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Guedes says the markets are underestimating Brazil, The Economist dismisses

RIO DE JANEIRO, Nov. 12 (Reuters) – Brazil’s Minister of Economic Affairs, Paulo Guedes, said Friday that markets are underestimating the country’s growth potential, adding that the economy is up more than 5% this year and by at least 1% in 2022 % will grow.

Guedes this week denied criticism from The Economist for supporting the government’s attempt to circumvent a constitutional spending ceiling that was vital to the straightening of Brazil’s finances.

“The Economist should look at its own navel. Brazil is better than the major economies, especially the UK,” he said, referring to the country where the magazine is based.

Guedes ironically said: “The country that has to do well is England. There are queues to buy a car, a meat shortage and GDP has fallen 9.7% while we have fallen 4%,” said he.

The Brazilian central bank’s Focus survey of economists, which is considered an indicator of market sentiment, reduced growth expectations for the next year from 1.2% to 1%. Some financial analysts are already forecasting growth close to zero and warning of stagflation or persistent inflation with slow growth.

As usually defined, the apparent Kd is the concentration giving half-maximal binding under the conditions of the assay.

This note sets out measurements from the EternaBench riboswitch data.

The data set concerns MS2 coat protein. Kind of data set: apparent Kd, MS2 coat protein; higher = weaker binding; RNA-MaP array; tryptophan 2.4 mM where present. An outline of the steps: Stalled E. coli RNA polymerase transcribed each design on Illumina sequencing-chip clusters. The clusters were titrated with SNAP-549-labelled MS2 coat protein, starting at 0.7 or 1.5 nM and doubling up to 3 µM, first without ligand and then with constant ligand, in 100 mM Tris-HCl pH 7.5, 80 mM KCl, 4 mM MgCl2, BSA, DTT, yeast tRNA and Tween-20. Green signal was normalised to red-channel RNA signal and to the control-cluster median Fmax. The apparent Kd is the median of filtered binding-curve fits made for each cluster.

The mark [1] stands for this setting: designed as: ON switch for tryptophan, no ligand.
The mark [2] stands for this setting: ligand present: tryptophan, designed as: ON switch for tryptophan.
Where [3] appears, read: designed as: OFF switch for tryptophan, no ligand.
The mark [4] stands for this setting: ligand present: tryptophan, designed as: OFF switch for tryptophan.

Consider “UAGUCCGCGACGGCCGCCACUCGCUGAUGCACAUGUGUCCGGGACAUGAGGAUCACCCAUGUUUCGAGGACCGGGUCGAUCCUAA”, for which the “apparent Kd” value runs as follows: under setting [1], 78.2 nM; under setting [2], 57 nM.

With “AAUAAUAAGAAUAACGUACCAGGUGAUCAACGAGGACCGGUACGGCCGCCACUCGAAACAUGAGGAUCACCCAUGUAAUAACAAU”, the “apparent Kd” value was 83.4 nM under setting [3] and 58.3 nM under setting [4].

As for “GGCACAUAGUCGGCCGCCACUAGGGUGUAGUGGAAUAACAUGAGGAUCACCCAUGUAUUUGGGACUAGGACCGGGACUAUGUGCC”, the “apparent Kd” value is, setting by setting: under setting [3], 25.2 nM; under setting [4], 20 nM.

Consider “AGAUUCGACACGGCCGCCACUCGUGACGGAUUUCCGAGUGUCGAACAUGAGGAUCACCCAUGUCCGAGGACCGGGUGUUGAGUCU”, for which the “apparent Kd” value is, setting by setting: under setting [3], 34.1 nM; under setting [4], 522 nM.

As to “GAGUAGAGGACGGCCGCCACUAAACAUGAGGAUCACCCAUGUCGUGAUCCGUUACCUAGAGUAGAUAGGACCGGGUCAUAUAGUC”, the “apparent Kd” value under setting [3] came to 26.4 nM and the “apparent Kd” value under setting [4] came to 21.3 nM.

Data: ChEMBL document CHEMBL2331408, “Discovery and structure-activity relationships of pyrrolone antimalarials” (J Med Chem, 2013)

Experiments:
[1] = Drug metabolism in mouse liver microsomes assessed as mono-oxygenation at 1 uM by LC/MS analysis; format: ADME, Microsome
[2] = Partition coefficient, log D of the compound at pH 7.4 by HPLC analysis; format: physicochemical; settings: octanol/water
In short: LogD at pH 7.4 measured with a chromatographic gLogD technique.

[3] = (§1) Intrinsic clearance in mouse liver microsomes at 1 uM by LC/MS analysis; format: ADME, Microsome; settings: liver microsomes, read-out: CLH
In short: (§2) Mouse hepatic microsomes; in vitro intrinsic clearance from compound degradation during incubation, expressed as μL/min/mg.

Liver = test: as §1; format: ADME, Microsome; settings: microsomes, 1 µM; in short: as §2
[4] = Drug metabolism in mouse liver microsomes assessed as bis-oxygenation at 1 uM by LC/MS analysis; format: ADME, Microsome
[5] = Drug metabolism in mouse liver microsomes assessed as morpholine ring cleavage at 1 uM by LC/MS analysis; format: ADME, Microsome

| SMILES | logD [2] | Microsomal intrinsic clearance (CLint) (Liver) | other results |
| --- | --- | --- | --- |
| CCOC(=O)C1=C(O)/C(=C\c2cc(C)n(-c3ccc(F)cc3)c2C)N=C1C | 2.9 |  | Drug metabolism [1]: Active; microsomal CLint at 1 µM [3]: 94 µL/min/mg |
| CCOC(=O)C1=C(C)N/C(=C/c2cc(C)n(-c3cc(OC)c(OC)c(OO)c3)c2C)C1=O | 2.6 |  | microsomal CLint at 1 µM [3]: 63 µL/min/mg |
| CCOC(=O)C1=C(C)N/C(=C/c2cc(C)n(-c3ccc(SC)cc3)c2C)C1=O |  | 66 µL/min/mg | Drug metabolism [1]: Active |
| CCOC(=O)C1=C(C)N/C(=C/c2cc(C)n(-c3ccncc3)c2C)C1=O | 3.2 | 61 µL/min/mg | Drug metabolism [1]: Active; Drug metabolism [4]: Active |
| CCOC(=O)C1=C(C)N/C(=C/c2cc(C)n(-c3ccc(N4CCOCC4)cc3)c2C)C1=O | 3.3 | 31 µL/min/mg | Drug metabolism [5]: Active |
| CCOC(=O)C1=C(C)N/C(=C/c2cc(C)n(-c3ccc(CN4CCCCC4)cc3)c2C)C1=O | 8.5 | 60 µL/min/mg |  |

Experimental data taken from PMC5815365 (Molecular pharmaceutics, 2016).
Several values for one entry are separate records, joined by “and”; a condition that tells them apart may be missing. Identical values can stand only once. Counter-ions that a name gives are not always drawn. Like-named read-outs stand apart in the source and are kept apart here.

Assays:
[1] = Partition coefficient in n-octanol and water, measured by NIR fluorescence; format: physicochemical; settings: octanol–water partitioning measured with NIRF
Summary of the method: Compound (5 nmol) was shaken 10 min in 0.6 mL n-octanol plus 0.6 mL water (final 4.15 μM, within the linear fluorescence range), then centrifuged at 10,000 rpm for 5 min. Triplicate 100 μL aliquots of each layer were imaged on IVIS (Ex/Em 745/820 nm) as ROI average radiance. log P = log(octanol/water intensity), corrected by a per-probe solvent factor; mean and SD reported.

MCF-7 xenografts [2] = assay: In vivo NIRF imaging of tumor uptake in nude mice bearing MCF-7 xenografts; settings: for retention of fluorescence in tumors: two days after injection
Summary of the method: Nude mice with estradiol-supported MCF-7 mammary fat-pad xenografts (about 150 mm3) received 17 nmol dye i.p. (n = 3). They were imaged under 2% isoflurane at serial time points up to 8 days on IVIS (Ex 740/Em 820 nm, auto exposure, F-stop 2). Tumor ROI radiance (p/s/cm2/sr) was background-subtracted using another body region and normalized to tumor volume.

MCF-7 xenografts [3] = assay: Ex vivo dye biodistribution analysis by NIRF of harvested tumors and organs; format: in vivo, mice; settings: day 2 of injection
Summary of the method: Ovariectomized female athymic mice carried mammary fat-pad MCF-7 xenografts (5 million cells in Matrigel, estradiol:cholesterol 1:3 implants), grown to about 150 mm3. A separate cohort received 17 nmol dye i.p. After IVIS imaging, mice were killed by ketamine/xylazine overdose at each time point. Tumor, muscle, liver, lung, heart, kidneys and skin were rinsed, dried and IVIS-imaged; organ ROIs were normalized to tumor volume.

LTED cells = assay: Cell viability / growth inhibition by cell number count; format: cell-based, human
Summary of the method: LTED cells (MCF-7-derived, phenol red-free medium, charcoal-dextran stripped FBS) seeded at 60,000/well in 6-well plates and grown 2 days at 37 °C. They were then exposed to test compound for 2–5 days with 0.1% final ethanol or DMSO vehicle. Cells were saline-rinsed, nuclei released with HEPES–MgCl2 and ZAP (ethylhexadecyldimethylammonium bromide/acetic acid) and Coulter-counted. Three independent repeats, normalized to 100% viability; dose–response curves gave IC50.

“You continue to underestimate Brazil. You underestimated when we went down and I think you will be wrong again,” Guedes told Reuters on Friday in a telephone interview.

He said Latin America’s largest economy has a solid footing, despite the economic shock caused by the coronavirus, which is leading to record unemployment.

“Fiscal fundamentals are very strong and the central bank is chasing inflation,” he said. In October, the consumer price index rose 1.25%, the strongest monthly increase since 2002, pushing the annual inflation rate to 10.67%.

Guedes stated that despite the pandemic, the country is generating massive investments like the ones made by private companies in the 5G telecommunications auction last week.

Reporting by Rodrigo Viga, letter by Anthony Boadle; Editing by Aurora Ellis

Our Standards: The Thomson Reuters Trust Principles.

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